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Wind-On Leader Magic

By Capt Andy LoCascio - 07/12/2017 - Short URL: http://bit.ly/2tdGdzS - Views: 13780

“Reverse please”, I am directing the captain of the Vertigo II to back the boat down and help me recover a deep diving trolling lure that is hung in the bottom. At the moment I am lamenting the fact that despite my objections, Pete Santini (our guide) had me put a 130lb wind-on leader on the 50lb class braided line trolling outfit. I had suggested an 80lb leader just in case this happened. He suggested that they sometimes hook big marlin while trolling for tuna and Wahoo in the Galapagos. I was skeptical (more on that later). Now I am now faced with the nearly impossible task of breaking the lure free or snapping the line.  Damn you Santini!

The Leader

The wind-on leader consisted of a 12ft length the new Yo-Zuri TopKnot 130lb Flurocarbon leader threaded into a 5ft length of hollow 200lb Spectra. The main line (braided) has a short bimini-twist that has been passed through a loop in the 200lb Spectra. The same connections that ensure maximum strength also make the rig very difficult to break off if it gets hung up.

This Will Not Be Pretty

The boat has finally slipped well past the point of the bottom where the lure is hung up.  Now I have to try to get it free. A dozen or so sharp tugs suggests the Galapagos Islands bottom structure is not going to give in easily. I point the rod at the bottom (to avoid damaging it), push the drag to the maximum, but the lure remains stuck. I am now down to the “nuclear” option. I slack off the drag and wrap a few turns of line around the reel and lock it up again. As the line gets really tight I tug it sharply and it finally breaks free.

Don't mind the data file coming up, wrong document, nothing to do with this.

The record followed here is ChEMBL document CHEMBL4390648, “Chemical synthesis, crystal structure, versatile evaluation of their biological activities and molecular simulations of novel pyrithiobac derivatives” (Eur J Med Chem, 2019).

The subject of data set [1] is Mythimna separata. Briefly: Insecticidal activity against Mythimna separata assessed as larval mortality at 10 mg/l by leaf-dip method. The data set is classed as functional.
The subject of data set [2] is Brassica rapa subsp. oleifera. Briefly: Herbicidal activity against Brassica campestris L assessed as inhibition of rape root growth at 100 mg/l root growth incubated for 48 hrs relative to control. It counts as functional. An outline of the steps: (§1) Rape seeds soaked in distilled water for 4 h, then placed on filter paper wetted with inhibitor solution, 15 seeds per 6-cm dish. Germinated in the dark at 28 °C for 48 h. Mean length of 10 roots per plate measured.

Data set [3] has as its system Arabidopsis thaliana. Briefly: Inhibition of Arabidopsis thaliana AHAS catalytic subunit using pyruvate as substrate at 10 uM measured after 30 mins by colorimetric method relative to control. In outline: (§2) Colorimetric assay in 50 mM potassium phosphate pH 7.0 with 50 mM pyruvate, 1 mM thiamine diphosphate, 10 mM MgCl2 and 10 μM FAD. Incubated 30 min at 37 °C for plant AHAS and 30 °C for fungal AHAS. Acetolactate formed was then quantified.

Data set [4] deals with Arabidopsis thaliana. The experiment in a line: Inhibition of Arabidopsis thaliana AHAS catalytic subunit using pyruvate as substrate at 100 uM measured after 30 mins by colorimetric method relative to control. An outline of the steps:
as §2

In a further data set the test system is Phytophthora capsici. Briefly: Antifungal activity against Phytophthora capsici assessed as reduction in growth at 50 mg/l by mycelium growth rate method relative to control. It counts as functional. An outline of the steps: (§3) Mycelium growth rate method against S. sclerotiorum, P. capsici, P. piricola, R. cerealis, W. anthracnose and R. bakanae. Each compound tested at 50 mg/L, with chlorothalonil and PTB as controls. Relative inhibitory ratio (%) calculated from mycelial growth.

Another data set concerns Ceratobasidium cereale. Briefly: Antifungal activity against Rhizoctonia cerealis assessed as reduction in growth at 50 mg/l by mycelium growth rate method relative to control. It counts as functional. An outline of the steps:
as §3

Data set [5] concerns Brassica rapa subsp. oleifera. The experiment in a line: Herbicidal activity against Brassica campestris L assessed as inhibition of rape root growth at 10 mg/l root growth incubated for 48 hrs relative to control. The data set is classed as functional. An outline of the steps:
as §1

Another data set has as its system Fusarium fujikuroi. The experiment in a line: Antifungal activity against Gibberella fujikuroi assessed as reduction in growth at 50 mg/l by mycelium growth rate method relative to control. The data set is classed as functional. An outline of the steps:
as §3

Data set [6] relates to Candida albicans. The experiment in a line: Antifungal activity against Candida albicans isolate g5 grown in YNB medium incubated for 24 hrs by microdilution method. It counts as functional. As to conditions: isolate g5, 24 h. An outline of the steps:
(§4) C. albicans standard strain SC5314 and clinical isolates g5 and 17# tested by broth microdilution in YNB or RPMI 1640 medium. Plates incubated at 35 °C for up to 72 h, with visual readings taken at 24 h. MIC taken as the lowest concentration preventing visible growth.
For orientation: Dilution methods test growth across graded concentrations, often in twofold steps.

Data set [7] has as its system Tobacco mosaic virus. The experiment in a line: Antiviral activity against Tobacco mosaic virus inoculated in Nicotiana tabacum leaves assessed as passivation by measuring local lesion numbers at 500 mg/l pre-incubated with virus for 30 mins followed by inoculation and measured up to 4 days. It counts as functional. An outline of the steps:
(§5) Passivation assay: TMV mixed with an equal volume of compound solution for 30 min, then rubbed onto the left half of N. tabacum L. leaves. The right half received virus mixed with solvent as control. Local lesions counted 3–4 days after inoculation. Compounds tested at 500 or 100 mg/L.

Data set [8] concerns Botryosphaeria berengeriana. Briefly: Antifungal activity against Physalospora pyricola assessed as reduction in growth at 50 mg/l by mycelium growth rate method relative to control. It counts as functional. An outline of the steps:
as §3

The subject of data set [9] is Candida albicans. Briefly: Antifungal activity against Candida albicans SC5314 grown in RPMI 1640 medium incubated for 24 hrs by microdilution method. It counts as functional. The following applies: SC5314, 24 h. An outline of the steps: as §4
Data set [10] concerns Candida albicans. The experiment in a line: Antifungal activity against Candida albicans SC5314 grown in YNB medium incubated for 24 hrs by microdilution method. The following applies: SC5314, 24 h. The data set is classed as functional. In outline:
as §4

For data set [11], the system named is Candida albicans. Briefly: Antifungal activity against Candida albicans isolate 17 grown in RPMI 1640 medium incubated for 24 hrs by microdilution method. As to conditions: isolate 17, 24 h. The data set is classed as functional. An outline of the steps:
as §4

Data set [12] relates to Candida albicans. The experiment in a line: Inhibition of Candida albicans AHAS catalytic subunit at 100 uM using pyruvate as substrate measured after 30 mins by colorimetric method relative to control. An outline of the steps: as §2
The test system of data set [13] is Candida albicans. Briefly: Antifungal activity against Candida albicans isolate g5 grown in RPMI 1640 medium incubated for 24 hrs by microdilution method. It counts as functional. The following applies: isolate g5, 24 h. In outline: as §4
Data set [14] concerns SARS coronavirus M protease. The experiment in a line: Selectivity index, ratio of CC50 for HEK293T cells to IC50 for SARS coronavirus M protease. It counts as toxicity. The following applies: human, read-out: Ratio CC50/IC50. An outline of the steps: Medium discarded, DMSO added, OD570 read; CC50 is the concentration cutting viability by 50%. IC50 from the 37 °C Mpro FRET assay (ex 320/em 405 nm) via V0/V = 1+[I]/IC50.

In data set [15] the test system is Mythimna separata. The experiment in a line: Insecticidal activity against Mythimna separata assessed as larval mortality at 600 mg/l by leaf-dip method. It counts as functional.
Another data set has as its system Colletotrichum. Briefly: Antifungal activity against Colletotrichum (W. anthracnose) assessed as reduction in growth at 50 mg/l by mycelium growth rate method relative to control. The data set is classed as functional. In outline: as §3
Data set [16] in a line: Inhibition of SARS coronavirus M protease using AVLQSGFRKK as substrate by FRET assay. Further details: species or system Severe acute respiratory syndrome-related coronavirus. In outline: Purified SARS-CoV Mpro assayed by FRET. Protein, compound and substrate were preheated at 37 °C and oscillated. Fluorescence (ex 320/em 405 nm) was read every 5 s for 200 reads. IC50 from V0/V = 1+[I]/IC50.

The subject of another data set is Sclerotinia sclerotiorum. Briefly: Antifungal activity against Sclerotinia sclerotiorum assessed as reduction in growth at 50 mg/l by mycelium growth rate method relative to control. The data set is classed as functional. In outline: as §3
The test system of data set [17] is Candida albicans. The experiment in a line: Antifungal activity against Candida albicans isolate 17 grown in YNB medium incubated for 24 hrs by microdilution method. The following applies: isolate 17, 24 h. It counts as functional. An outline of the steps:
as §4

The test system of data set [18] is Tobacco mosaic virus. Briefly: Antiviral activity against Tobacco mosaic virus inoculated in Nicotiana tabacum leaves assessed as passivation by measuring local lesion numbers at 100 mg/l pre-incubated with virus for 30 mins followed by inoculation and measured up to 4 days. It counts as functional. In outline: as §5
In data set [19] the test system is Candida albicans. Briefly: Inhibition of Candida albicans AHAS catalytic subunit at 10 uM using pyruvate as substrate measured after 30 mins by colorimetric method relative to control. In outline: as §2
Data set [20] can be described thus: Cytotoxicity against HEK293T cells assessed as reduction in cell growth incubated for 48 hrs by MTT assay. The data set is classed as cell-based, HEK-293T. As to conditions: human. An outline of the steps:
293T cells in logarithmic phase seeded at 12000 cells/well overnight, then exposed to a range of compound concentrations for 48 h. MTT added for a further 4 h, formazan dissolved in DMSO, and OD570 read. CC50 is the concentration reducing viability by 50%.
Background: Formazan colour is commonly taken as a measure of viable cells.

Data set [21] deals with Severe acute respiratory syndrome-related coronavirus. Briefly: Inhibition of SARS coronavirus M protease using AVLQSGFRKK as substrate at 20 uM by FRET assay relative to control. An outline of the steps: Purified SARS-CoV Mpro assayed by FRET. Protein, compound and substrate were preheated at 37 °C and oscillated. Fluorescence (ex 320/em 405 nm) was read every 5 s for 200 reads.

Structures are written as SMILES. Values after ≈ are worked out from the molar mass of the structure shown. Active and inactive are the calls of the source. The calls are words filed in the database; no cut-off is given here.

The Weak Point

When the line finally mades it all back into the reel, I  examined the break. The entire wind-on was intact and the 90lb snap (used to connect the lure) has been pulled nearly straight. This was NOT the expected outcome. The weak point should always be the knot that attaches to the lure/snap or the main-line itself. However, it is really hard to break the main-line. Whatever, the line rating is, it will certainly break even higher than that. Add a short bimini twist (which acts as a spring), and the connection to the wind-on is at maximum strength and the springiness of the bimini absorbs any sharp tugs. The very last knot really should be the failure point. In this case, the snap was simply too light. Either way, this is valuable lesson when building any rigs for extreme fishing.

Choose The Right Wind-on

When Santini and I debated the correct wind-on, my concern was that a 130lb TopKnot leader was overkill. An 80lb leader would be strong enough the handle the wiring of wahoo and yellowfin tuna (up to 100lbs). By “wiring”, I mean that act of putting your hands on the leader to get the fish in position for a photo, release, or a gaff shot. I also thought the odds of hooking a big marlin were pretty slim. Though there are plenty of marlin (all big) in the Galapagos, the big ones rarely hit a trolled deep-diver. The decision never considered the toothy wahoo, because when those are targeted we add a 90lb wire leader. It was really about the ability to wire the fish.

Santini Gets the Last Word